Serving large files ( with high loads ) in Django


Question

I've been using a method for serving downloads but since it was not secure i decided to change that . ( the method was a link to the original file in storage , but the risk was that everyone with the link could have downloaded the file ! ) so i now serve the file via my views , that way only users with permission can download the file , but i'm noticing a high load on server while there is many simultaneous download requests for the files. here's part of my code that handles downloads for users ( Consider the file is an image )

    image = Image.open ("the path to file")
    response = HttpResponse(mimetype = 'image/png' )
    response['Content-Disposition'] = 'attachment: filename=%s.png' % filename
    image.save(response , "png")
    return response  

is there any better ways for serving files while keeping the security and lowering server side load ? thanks in advance :)

1
30
12/22/2011 7:52:19 AM

Accepted Answer

Your opening of the image loads it in memory and this is what causes the increase in load under heavy use. As posted by Martin the real solution is to serve the file directly.

Here is another approach, which will stream your file in chunks without loading it in memory.

import os
import mimetypes
from django.http import StreamingHttpResponse
from django.core.servers.basehttp import FileWrapper


def download_file(request):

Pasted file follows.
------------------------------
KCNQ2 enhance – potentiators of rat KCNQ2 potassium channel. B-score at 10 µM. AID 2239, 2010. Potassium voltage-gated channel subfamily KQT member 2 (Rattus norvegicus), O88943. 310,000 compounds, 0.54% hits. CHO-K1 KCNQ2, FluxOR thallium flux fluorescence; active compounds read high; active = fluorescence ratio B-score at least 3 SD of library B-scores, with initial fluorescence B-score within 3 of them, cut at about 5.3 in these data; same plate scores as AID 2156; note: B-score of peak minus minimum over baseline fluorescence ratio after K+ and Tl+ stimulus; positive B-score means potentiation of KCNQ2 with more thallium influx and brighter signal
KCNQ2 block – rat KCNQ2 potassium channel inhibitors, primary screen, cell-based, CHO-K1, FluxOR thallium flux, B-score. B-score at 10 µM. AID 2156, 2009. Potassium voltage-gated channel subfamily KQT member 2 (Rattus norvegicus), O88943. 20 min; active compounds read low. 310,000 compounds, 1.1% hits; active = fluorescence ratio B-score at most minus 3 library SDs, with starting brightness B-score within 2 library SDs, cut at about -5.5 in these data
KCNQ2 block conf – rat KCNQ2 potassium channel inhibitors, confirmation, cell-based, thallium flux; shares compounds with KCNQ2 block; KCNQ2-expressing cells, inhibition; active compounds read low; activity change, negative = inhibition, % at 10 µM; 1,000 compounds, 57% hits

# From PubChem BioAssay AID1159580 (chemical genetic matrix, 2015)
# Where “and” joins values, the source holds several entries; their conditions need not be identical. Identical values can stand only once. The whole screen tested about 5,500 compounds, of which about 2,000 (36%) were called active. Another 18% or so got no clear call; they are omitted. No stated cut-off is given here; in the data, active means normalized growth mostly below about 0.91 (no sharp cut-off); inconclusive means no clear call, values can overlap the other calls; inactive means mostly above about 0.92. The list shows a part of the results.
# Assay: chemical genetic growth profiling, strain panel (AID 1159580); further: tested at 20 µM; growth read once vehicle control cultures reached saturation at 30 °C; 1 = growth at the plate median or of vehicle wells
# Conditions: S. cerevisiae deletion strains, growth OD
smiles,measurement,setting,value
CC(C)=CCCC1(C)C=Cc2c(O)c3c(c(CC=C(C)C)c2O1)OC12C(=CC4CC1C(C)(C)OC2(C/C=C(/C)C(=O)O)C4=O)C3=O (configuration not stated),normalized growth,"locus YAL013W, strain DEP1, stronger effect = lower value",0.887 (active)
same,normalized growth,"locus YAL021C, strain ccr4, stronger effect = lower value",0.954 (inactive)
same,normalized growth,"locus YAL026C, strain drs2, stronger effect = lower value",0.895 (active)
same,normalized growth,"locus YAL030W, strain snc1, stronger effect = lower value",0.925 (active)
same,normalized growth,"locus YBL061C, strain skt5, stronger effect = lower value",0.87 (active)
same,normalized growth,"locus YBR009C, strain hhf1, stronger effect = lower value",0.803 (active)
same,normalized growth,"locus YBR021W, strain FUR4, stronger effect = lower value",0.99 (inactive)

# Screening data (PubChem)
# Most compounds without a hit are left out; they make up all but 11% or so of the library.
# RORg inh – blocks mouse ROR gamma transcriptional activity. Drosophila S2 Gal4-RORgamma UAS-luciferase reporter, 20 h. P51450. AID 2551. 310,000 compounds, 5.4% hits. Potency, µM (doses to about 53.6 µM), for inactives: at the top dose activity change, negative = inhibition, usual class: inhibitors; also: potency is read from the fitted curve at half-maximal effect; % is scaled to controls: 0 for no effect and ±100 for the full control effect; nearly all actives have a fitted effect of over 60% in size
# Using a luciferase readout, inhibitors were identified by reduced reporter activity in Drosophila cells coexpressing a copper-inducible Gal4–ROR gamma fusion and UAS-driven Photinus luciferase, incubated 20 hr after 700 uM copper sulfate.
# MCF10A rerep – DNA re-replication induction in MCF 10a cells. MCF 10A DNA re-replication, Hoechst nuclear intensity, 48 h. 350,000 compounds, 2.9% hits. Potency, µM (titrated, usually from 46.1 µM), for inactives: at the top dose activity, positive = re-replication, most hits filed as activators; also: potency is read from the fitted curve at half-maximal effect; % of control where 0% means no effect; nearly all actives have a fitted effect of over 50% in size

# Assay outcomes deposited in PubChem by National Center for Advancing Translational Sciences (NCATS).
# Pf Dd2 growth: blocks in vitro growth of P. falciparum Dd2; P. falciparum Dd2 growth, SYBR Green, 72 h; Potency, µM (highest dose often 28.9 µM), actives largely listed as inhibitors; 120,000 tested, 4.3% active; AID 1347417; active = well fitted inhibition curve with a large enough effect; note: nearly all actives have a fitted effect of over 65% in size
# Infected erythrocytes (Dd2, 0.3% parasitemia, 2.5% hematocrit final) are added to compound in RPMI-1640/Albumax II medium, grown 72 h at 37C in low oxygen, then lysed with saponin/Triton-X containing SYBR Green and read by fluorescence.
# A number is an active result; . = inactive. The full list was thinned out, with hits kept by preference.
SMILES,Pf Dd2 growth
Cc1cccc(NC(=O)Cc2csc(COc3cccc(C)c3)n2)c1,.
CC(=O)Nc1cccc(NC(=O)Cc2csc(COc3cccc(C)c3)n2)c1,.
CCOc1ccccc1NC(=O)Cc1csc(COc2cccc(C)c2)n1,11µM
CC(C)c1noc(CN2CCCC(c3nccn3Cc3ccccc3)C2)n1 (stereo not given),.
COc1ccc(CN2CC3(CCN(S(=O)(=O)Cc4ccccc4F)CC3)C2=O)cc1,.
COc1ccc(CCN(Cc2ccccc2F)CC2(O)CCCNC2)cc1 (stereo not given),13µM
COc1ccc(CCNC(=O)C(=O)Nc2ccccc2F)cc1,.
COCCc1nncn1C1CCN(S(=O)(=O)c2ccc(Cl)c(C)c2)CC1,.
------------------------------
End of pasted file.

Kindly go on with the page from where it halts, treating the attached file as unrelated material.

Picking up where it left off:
the_file = '/some/file/name.png'
   filename = os.path.basename(the_file)
   chunk_size = 8192
   response = StreamingHttpResponse(FileWrapper(open(the_file, 'rb'), chunk_size),
                           content_type=mimetypes.guess_type(the_file)[0])
   response['Content-Length'] = os.path.getsize(the_file)    
   response['Content-Disposition'] = "attachment; filename=%s" % filename
   return response
56
10/27/2016 1:50:56 AM

You can use the 'sendfile' method as described in this answer.

Practically you need this (c&p):

response = HttpResponse(mimetype='application/force-download')
response['Content-Disposition'] = 'attachment; filename=%s' % smart_str(file_name)
response['X-Sendfile'] = smart_str(path_to_file)
# It's usually a good idea to set the 'Content-Length' header too.
# You can also set any other required headers: Cache-Control, etc.
return response

This requires mod_xsendfile (which is also supported by nginx or lighty)


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